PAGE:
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Solid State Science and Technology, Vol.

14, No 1(2006) 39-48


ISSN 0128-7389

THERMAL AND STRUCTURAL PARAMETERS ANALYSIS OF


CARBON PELLETS PREPARED FROM KOH TREATED
PRE-CARBONIZED COTTON CELLULOSE
Abubaker Elshiekh Abdelrahman1, Mohamad Deraman1, Sarani Zakaria1,
Mohd Hafizuddin Jumali1, Ramli Omar1, Astimar Abdul Aziz2,
Mazliza Mohtar1 and Rozan Mohamad Yunus1
1

School of Applied Physics, Universiti Kebangsaan Malaysia


43600 UKM Bangi, Selangor, Malaysia
2
Malaysian Palm Oil Board, P.O. Box 10620, 50720 Kuala Lumpur, Malaysia
ABSTRACT
Carbon pellets (CPs) precursor (cotton cellulose) was first pre-carbonized at low
carbonization temperature, milled for 20 h and sieved to produce self-adhesive carbon
grains (SACG). The SACG was treated with KOH having concentration from 0 to 0.07
Moles (M) and converted into green pellets (GPs) by applying 12 metric tones
compression load on 2 g of samples in a mould with diameter of 2.72 cm. These GPs
were carbonized up to the temperature of 500 C-1000 C, using a multi-steps heating
profile. The CPs produced was washed by distilled water until reaching a pH of 6. The
thermogravimetric data showed that with increasing KOH concentration, the weight
loss of the samples at 600 C markedly decreased, particularly at 0.07 M KOH
concentration, and the maximum rate of weight loss for all the treated samples was
higher and occurred at lower temperatures. The interlayer spacing (d002), stack height
(Lc) and stack diameter (La,) of the turbostratic crystallites in the CPs estimated from Xray diffraction data showed that (a) for the CPs from the untreated GPs, d002 increased
with increasing carbonization temperature and linearly increased with 1/La, (b) for the
CPs (1000 C) from the treated GPs, d002 decreased with increasing KOH concentration
but linearly increased with 1/La. These findings indicate that the CPs have larger
dimension of the turbostratic crystallites at higher temperatures, and such a dimension
decreased for the GPs treated with higher KOH concentration.
INTRODUCTION
Thermal behavior of a carbon precursor has been widely studied using the
thermogravimetric analysis (TGA) and differential thermogravimetric analysis (DTGA).
It deals with the measurement and analysis of the weight change of a sample due to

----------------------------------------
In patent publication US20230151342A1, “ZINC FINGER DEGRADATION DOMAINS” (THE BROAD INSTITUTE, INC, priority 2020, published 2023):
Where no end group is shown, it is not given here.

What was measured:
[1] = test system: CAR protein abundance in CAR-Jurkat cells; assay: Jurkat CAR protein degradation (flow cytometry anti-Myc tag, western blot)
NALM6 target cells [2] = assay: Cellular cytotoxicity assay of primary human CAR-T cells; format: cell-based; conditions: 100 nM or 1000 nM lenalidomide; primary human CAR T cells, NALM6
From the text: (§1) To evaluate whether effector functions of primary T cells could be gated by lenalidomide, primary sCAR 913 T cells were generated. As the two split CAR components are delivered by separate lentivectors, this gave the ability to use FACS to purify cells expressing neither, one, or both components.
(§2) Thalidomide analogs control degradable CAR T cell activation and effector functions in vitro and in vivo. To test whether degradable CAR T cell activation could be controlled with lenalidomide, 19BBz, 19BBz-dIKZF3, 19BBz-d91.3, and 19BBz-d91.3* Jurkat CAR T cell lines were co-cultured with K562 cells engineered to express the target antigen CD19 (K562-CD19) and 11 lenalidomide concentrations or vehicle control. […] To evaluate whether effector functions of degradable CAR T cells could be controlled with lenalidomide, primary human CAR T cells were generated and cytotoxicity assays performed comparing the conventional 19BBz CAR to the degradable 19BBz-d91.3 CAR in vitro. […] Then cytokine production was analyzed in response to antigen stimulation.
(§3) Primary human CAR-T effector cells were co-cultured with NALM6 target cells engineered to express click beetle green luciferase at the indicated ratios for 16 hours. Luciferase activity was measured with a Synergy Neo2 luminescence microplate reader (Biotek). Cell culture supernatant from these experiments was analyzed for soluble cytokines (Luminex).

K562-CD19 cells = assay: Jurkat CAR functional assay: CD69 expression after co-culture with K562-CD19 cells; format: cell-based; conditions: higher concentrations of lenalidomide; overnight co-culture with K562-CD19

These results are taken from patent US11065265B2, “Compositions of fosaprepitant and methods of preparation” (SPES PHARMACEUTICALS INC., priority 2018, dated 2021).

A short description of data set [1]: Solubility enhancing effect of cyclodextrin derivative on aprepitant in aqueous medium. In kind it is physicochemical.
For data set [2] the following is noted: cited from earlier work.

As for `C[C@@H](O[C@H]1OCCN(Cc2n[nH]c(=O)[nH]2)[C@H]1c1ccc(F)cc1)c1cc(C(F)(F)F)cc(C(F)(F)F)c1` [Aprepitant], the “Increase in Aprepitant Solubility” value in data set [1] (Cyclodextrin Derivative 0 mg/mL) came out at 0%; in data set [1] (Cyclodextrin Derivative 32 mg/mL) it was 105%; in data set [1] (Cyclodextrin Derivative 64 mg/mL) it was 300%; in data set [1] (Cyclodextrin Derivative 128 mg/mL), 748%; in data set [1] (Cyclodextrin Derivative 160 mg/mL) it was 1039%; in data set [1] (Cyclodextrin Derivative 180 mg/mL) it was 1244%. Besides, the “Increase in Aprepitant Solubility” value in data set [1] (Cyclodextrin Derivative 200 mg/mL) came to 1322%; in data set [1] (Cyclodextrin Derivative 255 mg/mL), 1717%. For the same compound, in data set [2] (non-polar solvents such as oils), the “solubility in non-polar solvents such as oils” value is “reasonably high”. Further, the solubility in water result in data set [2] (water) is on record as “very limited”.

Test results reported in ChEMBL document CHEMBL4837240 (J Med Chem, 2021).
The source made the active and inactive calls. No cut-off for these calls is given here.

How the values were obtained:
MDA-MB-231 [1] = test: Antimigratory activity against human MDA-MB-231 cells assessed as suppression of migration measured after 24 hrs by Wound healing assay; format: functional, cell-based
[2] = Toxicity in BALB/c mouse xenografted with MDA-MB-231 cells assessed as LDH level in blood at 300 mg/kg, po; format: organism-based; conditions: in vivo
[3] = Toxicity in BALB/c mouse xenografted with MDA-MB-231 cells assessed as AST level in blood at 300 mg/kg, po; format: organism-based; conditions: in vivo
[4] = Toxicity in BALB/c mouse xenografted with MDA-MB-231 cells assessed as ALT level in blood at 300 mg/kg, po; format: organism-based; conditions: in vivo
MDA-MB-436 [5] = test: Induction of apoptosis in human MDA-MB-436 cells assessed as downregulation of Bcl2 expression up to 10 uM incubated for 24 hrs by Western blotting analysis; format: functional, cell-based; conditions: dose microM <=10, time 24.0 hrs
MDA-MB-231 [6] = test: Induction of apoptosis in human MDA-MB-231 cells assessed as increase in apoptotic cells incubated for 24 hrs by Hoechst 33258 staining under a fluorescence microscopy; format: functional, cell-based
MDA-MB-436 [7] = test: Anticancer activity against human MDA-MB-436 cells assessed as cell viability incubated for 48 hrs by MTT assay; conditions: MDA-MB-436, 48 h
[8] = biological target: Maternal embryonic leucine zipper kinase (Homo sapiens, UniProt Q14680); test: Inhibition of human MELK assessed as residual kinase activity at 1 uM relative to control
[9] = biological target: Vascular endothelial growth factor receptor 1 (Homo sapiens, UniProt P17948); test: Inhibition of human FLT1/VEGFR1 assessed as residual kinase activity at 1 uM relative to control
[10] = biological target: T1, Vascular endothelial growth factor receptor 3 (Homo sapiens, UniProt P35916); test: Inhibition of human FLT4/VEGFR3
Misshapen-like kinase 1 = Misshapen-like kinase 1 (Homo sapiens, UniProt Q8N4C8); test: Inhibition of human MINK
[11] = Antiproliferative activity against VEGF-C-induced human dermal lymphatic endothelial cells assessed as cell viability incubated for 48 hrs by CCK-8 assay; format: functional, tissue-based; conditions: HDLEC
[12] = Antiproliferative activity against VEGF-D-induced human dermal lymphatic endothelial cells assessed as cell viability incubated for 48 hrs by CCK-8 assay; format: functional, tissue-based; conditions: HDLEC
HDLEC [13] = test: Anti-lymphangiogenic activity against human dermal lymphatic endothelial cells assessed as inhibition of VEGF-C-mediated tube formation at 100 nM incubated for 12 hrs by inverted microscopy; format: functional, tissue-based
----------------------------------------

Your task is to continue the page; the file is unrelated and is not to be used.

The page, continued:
thermal decomposition during carbonization process, as a function of temperature and
time of heating carried out in a controlled environment. The thermal decomposition of
cellulose of different molecular weights is dependent on its molecular weight [1]. It was
observed that carbonization behavior of KOH treated coal was different than that of the
untreated coal [2]. The KOH treatment on carbon precursors was found effective in
enhancing the pore development in the sample during the carbonization of precursors
such as oil palm stone[3] and pre-carbonized oil palm empty fruit bunches[4]. In our

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Solid State Science and Technology, Vol. 14, No 1(2006) 39-48


ISSN 0128-7389

present study, the thermal behavior of the pre-carbonized cotton cellulose treated with
different concentration of KOH was investigated using TGA and DTGA.
Analysis of certain carbon structure can be made in terms of the dimension
(stacks height (Lc) and width (La)) of the graphite-like crystallites that are randomly
distributed and oriented through out the samples. Each crystallite consists of a number
of near-parallel carbon layers that form the stacks height and width, and the nearest
layers are separated by an interlayer spacing d002. Both Lc and La were found to change
simultaneously during carbonisation [5], and Lc was observed to be dependent on the
crystallinity of the precursor [6]. The alkaline treatment of the cellulose that can change
the cellulose crystallinity is therefore expected to affect the crystallites dimension
resulted after carbonization [7]. In the present work, cotton cellulose will be used as
carbon precursor, where the carbonization process was carried out in nitrogen gas up to
500 C to 1000 C in order to produce carbon pellets from the powder of the untreated
and KOH treated precarbonized cotton (SACG). The aim of this work is to carry out
the thermogravimetry analysis on the untreated and treated SACG, and also to study the
structure of carbon pellets prepared from these SACG in terms of the interlayer spacing
(d002), stack height (Lc) and stack diameter (La,) of the turbostratic crystallites in the
carbon pellets using X-ray diffraction technique.
MATERIALS AND METHODS
The cotton-ball samples were pre-carbonized up to 300 C in a heating chamber in
vacuum environment for 4 h, milled for 20 h and sieved to produce self-adhesive carbon
grains (SACG) that can pass through a 53 microns sieve. The SACG powder produced
were treated for 16 h with KOH having concentration from 0 to 0.07 moles (M), and
then dried in oven at 100 C and converted into a green pellets (GPs) by applying 12
metric tones compressive pressure on 2 g of powder. These GPs were carbonized from
500 C to 1000 C in nitrogen environment using multi-steps heating profiles (Vulcan
Box Furnace 3-1750) programmed as 1 C per minute from room temperature to 375
C: remains 1 h at 375 C, 3 C per minute from 375 C to 800 C and 5 C per minute